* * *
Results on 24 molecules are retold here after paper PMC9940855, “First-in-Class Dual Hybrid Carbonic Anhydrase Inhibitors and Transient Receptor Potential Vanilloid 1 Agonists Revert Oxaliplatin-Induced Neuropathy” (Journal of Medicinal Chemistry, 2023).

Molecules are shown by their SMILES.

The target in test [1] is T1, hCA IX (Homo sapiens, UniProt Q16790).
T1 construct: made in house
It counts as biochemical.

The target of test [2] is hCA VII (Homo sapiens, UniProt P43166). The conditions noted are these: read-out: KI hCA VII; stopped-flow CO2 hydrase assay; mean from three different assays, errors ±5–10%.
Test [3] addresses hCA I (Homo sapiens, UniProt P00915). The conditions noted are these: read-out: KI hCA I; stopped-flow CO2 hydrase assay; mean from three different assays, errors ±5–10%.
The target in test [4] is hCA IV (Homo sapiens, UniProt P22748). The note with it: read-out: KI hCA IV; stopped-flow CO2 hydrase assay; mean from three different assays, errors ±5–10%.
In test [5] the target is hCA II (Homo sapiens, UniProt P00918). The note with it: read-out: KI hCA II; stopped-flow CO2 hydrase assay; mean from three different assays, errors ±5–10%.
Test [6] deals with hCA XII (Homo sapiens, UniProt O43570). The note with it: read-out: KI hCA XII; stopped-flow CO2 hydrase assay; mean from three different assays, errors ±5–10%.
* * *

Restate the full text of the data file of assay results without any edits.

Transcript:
Results on 24 molecules are retold here after paper PMC9940855, “First-in-Class Dual Hybrid Carbonic Anhydrase Inhibitors and Transient Receptor Potential Vanilloid 1 Agonists Revert Oxaliplatin-Induced Neuropathy” (Journal of Medicinal Chemistry, 2023).

Molecules are shown by their SMILES.

The target in test [1] is T1, hCA IX (Homo sapiens, UniProt Q16790).
T1 construct: made in house
It counts as biochemical.

The target of test [2] is hCA VII (Homo sapiens, UniProt P43166). The conditions noted are these: read-out: KI hCA VII; stopped-flow CO2 hydrase assay; mean from three different assays, errors ±5–10%.
Test [3] addresses hCA I (Homo sapiens, UniProt P00915). The conditions noted are these: read-out: KI hCA I; stopped-flow CO2 hydrase assay; mean from three different assays, errors ±5–10%.
The target in test [4] is hCA IV (Homo sapiens, UniProt P22748). The note with it: read-out: KI hCA IV; stopped-flow CO2 hydrase assay; mean from three different assays, errors ±5–10%.
In test [5] the target is hCA II (Homo sapiens, UniProt P00918). The note with it: read-out: KI hCA II; stopped-flow CO2 hydrase assay; mean from three different assays, errors ±5–10%.
Test [6] deals with hCA XII (Homo sapiens, UniProt O43570). The note with it: read-out: KI hCA XII; stopped-flow CO2 hydrase assay; mean from three different assays, errors ±5–10%.